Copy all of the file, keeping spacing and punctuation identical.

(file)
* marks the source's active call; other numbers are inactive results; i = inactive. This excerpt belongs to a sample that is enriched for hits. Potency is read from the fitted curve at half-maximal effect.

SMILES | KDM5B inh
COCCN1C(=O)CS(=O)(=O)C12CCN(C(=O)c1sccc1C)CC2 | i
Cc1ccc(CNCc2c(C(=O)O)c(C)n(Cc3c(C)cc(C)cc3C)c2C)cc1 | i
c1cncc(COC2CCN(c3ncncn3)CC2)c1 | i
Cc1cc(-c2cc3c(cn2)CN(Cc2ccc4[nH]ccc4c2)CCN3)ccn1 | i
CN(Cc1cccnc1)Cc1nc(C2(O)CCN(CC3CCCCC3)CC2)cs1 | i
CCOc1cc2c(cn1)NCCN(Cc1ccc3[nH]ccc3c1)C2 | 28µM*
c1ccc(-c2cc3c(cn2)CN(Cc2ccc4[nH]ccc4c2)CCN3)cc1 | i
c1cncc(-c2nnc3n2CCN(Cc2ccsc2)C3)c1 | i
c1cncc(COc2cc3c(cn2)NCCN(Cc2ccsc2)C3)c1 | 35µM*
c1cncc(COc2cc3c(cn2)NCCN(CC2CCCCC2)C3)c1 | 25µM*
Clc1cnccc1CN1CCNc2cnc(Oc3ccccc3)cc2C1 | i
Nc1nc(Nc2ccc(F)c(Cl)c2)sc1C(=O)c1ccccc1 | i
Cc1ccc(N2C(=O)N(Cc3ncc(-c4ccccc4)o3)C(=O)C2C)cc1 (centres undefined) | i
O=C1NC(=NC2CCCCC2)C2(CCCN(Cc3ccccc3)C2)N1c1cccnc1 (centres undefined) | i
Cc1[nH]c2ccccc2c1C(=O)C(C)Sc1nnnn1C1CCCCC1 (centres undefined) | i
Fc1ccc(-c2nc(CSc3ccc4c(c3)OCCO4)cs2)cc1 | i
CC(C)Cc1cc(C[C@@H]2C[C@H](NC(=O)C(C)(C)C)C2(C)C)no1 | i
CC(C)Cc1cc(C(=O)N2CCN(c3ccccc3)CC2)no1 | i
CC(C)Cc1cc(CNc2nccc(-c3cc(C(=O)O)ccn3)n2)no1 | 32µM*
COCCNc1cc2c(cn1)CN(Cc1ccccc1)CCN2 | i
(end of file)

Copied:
* marks the source's active call; other numbers are inactive results; i = inactive. This excerpt belongs to a sample that is enriched for hits. Potency is read from the fitted curve at half-maximal effect.

SMILES | KDM5B inh
COCCN1C(=O)CS(=O)(=O)C12CCN(C(=O)c1sccc1C)CC2 | i
Cc1ccc(CNCc2c(C(=O)O)c(C)n(Cc3c(C)cc(C)cc3C)c2C)cc1 | i
c1cncc(COC2CCN(c3ncncn3)CC2)c1 | i
Cc1cc(-c2cc3c(cn2)CN(Cc2ccc4[nH]ccc4c2)CCN3)ccn1 | i
CN(Cc1cccnc1)Cc1nc(C2(O)CCN(CC3CCCCC3)CC2)cs1 | i
CCOc1cc2c(cn1)NCCN(Cc1ccc3[nH]ccc3c1)C2 | 28µM*
c1ccc(-c2cc3c(cn2)CN(Cc2ccc4[nH]ccc4c2)CCN3)cc1 | i
c1cncc(-c2nnc3n2CCN(Cc2ccsc2)C3)c1 | i
c1cncc(COc2cc3c(cn2)NCCN(Cc2ccsc2)C3)c1 | 35µM*
c1cncc(COc2cc3c(cn2)NCCN(CC2CCCCC2)C3)c1 | 25µM*
Clc1cnccc1CN1CCNc2cnc(Oc3ccccc3)cc2C1 | i
Nc1nc(Nc2ccc(F)c(Cl)c2)sc1C(=O)c1ccccc1 | i
Cc1ccc(N2C(=O)N(Cc3ncc(-c4ccccc4)o3)C(=O)C2C)cc1 (centres undefined) | i
O=C1NC(=NC2CCCCC2)C2(CCCN(Cc3ccccc3)C2)N1c1cccnc1 (centres undefined) | i
Cc1[nH]c2ccccc2c1C(=O)C(C)Sc1nnnn1C1CCCCC1 (centres undefined) | i
Fc1ccc(-c2nc(CSc3ccc4c(c3)OCCO4)cs2)cc1 | i
CC(C)Cc1cc(C[C@@H]2C[C@H](NC(=O)C(C)(C)C)C2(C)C)no1 | i
CC(C)Cc1cc(C(=O)N2CCN(c3ccccc3)CC2)no1 | i
CC(C)Cc1cc(CNc2nccc(-c3cc(C(=O)O)ccn3)n2)no1 | 32µM*
COCCNc1cc2c(cn1)CN(Cc1ccccc1)CCN2 | i